B-Side Tracks: NCT 127

B-Side Tracks: NCT 127

I swore to myself, at the announcement of NCT’s debut, that I wasn’t going to get sucked into SM Entertainment’s weird new formula—a seemingly unlimited number of members also debuting in sub-units. However, NCT 127 quickly made me eat my words when they debuted with “Fire Truck,” and they have continued their streak of catchy music to date. While their title tracks are indeed impressive, there’s no doubt that every album has quite a few great B-sides.

Mad City

Off of their first mini album NCT #127 comes our first selection “Mad City.” The track features a heavy EDM harmony that is primarily complemented by the intense, angry rapping of members Taeyong and Mark, with the occasional vocals of Jaehyun added in. If you’re ever feeling particularly angry for any reason, “Mad City” is the perfect song to blast on full volume to release all that pent up anger. The track builds and builds until reaching the chorus, maintaining that intensity throughout.

Good Thing 

Released alongside title “Limitless” on the second mini-album NCT #127 Limitless, “Good Thing” is a jazz-influenced melody that has a distinctive saxophone sound backing the vocals of the group. NCT 127 has a tendency to either focus on hard-hitting power tracks or cutesy boy concepts, but “Good Thing” is one of the few tracks that falls dead in the middle. It’s a mix of bouncy swing and catchy jazz, rounding out their two signature sounds nicely.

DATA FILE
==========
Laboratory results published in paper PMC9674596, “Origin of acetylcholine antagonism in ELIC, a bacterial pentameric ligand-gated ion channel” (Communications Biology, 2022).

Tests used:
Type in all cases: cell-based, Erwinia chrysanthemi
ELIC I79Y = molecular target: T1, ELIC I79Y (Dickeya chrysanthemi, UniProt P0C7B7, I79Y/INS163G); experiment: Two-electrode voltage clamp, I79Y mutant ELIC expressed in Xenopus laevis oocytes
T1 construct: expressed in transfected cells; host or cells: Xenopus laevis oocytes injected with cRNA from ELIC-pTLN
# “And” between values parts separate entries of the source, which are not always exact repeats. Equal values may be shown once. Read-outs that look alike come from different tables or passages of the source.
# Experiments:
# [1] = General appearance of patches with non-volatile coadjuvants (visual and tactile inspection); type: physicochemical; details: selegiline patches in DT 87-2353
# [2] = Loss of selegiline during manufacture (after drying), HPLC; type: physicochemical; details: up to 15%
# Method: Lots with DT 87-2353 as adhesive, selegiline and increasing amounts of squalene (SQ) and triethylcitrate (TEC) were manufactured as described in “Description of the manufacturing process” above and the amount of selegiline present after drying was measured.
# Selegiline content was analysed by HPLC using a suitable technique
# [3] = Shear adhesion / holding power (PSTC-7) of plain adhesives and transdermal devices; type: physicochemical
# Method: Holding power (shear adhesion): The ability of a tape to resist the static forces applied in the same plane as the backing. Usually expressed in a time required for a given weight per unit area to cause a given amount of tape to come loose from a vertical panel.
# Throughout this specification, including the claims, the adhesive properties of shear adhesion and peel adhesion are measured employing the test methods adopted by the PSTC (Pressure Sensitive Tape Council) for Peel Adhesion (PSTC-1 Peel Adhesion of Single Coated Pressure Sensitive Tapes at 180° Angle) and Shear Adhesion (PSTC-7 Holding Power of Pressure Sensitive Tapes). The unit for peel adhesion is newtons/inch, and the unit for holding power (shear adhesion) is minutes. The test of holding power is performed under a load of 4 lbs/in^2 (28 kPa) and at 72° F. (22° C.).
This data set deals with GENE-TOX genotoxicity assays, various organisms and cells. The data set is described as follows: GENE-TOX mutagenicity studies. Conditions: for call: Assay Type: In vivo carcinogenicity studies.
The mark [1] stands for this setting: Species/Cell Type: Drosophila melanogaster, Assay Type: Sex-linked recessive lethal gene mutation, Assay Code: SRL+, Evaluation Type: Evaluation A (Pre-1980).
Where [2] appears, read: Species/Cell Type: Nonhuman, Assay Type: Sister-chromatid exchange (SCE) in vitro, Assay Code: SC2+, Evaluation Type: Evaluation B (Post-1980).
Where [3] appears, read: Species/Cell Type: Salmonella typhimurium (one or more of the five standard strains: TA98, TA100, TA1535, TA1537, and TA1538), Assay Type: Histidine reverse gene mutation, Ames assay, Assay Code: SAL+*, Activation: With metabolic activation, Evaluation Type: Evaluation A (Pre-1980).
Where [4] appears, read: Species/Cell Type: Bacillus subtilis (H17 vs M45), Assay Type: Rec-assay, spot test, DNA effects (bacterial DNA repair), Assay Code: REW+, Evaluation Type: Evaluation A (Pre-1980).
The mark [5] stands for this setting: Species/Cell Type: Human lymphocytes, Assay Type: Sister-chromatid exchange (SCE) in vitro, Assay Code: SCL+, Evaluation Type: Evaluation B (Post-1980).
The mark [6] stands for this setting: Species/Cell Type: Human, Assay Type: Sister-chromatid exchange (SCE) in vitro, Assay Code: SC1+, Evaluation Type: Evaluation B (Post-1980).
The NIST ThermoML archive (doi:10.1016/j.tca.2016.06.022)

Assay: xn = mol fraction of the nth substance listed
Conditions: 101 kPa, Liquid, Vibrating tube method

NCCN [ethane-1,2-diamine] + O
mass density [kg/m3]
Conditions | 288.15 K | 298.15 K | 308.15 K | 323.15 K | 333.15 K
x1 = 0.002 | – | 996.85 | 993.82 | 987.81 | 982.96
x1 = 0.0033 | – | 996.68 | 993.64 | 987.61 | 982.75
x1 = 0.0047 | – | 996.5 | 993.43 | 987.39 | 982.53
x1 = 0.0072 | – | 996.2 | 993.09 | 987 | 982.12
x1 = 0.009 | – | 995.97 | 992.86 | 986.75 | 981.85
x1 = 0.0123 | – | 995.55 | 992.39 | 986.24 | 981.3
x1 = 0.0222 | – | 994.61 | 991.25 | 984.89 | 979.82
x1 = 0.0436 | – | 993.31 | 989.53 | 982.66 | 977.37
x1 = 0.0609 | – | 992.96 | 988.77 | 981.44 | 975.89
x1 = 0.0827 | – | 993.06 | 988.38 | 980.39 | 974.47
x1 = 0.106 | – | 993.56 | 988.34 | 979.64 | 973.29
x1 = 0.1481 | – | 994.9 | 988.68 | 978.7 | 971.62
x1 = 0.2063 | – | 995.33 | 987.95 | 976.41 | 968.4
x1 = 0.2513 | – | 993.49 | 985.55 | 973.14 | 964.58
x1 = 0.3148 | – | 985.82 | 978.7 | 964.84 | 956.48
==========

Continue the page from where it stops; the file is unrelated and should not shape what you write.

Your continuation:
Running 2 U

From their newest mini-album Cherry Bomb comes “Running 2 U.” Following fierce track “Cherry Bomb,” “Running 2 U” is a mix of high energy EDM influences and the relaxing vocals of members Jaehyun, Taeil, and Doyoung. The contrast between the vocal line’s smooth melody and the intense dance track accompanying the rap line makes for a nicely balanced song that showcases NCT 127’s strong points.

0 Mile

“0 Mile” is a prime example of NCT 127 at the top of their cute and bouncy pop game. While you may think a group like NCT 127, executing fierce concepts so flawlessly, would have difficulty mastering any other type of concepts, “0 Mile” quickly suggests otherwise. Groups that have musical versatility like this are important to K-Pop in order to keep the genres sounding fresh and reach a broader audience. “0 Mile” is a nice contrast to “Cherry Bomb,” bringing a lighter sound to the otherwise intense album.

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